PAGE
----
A Sliver of Jewish Art History

Thursday, 25 July, 2019 - 4:36 pm

Some of you may have noticed the recent addition of a lovely piece of artwork at Chabad House. It is a large painting by the late Chassidic artist Zalman Kleinman that was given to Chabad House by my grandmother, Mrs. Dusia Rivkin, may she live and be well.

Today there are a number of Chassidic artists who are well known. Following WWII, there were two Chassidim who ventured into the world of painting. The older one was Hendel (Chenoch) Lieberman, and Zalman Kleinman, who was a generation younger than him.  

My grandmother has an appreciation of art. Over the years she commissioned several paintings by these two artists. Hendel Lieberman was her first cousin and was very close to the family. Last week, in a conversation with me about this Kiddush Levana by Zalman Kleinman, she shared some interesting history into some of the artwork that she had.

In anticipation of my grandfather’s 70th birthday, she called Zalman Kleinman with the idea of painting a large scale Kiddush Levana scene. (Kiddush Levana is the monthly blessing that is recited under the moonlight as it nearly completes its waxing.) At first he was hesitant; but after stating a few stipulations he agreed to undertake the work. When it was finally complete, it was a true masterpiece. I was living with grandparents at the time, and the new painting transformed the living room. Following the completion of Kiddush Levana piece, Kleinman went on the do several more of that scene modeled after my grandmother’s original idea.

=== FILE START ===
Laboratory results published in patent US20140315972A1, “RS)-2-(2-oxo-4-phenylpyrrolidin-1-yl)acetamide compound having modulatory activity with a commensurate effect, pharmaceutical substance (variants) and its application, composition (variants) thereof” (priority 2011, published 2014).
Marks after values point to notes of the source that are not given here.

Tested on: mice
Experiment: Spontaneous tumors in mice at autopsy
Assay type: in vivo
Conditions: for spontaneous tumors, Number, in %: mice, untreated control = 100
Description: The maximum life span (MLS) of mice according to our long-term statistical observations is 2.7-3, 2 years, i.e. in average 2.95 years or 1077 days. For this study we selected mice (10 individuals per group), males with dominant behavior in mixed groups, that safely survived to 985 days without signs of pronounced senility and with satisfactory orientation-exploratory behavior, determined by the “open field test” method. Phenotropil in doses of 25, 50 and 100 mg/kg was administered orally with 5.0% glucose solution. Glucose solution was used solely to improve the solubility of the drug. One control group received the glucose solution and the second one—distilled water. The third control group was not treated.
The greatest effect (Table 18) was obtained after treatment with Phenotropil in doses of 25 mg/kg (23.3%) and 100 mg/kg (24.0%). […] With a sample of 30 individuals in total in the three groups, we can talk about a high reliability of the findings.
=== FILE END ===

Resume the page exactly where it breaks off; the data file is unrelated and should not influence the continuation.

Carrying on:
Moving back in history to the late 50s, Hendel Lieberman was a middle-aged, struggling artist who had lost his wife and children to the Nazis. The Rebbe uplifted him and encouraged him to rediscover himself through his artistic talent. (For more on that see My grandparents too were struggling to provide for their family on the shores of the USA to which they had arrived in 1947. But to support their cousin Hendel, they bought a few of his works. (I still remember the painting of a rooster staring down at me from the top of the stairs of their third floor.) For my grandfather’s 40th birthday, my grandmother decided that she wanted Hendel to create a painting of the Rebbe for their house. Hendel was very reluctant. As a chasid he was concerned that he wouldn’t get it right and it would be disrespectful to the Rebbe. My grandmother described a concept to him to which he latched on. It was a full length picture of the Rebbe walking while holding his siddur, with light emanating from all around him. Following that commission, several others wanted similar works and it became a concept that people found intriguing.

What I found moving was, that my grandmother does not regard herself as a deep thinking chasid, yet this concept of wherever the Rebbe walks light emanates from him, was something that resonated with her clearly and she was able to translate that into an art concept.

Shabbat Shalom
Rabbi Mendel Rivkin


Comments on: A Sliver of Jewish Art History

A. Forshner wrote...

Hello Rabbi Rivkin,
I am writing to you from Colorado. Hope this email finds you and your family well.
Here in Colorado, I am on the board of the Temple Israel Foundation that manages and maintains an historic cemetery and museum in Leadville. Bill Korn is our President. Today, someone who deals in antiques (not Jewish) brought us a parochet. She didn't know what it was and has no use for it. It was in a large container of antiques she bought from southern US estates dealer for her business. I have researched it a bit and am wondering if it may be related to Chenoch Hendel Lieberman. The parochet says (in Hebrew) memory of Leah Shira, daughter of Chenoch Hendel. Might you or anyone you know have any information on this? Appreciate anything you may know or any guidance you may have. Thank you very much!

Mendel Rivkin wrote...

Thank you for reaching out. Chanoch Hendel is a fairly common combination of names. Also, Hendel Leiberman was not survived by any children. All of his loved ones were killed by the Nazis. So I do not think there is any familial connection.
That being said, you should probably reach out to a local Rabbi who is versed in Halacha as to what should be done with the Parochet if you do not want to keep it in the museum.
Keep up the good work!
Mendel Rivkin